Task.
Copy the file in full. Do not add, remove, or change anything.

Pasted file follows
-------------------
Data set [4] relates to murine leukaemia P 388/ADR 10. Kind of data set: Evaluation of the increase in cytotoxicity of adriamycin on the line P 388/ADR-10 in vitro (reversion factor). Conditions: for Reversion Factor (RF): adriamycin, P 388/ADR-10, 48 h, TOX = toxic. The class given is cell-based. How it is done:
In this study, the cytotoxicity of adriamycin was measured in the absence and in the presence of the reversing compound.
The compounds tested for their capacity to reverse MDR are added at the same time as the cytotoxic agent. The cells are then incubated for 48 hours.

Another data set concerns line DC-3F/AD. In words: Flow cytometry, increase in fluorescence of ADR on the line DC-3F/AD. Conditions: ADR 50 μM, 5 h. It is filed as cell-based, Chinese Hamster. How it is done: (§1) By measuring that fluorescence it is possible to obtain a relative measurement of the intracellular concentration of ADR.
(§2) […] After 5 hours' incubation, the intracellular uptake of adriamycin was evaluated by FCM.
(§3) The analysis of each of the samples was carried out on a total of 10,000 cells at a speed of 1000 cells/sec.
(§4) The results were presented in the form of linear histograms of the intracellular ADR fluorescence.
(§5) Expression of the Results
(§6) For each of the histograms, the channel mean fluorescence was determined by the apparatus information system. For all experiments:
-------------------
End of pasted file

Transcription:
Data set [4] relates to murine leukaemia P 388/ADR 10. Kind of data set: Evaluation of the increase in cytotoxicity of adriamycin on the line P 388/ADR-10 in vitro (reversion factor). Conditions: for Reversion Factor (RF): adriamycin, P 388/ADR-10, 48 h, TOX = toxic. The class given is cell-based. How it is done:
In this study, the cytotoxicity of adriamycin was measured in the absence and in the presence of the reversing compound.
The compounds tested for their capacity to reverse MDR are added at the same time as the cytotoxic agent. The cells are then incubated for 48 hours.

Another data set concerns line DC-3F/AD. In words: Flow cytometry, increase in fluorescence of ADR on the line DC-3F/AD. Conditions: ADR 50 μM, 5 h. It is filed as cell-based, Chinese Hamster. How it is done: (§1) By measuring that fluorescence it is possible to obtain a relative measurement of the intracellular concentration of ADR.
(§2) […] After 5 hours' incubation, the intracellular uptake of adriamycin was evaluated by FCM.
(§3) The analysis of each of the samples was carried out on a total of 10,000 cells at a speed of 1000 cells/sec.
(§4) The results were presented in the form of linear histograms of the intracellular ADR fluorescence.
(§5) Expression of the Results
(§6) For each of the histograms, the channel mean fluorescence was determined by the apparatus information system. For all experiments: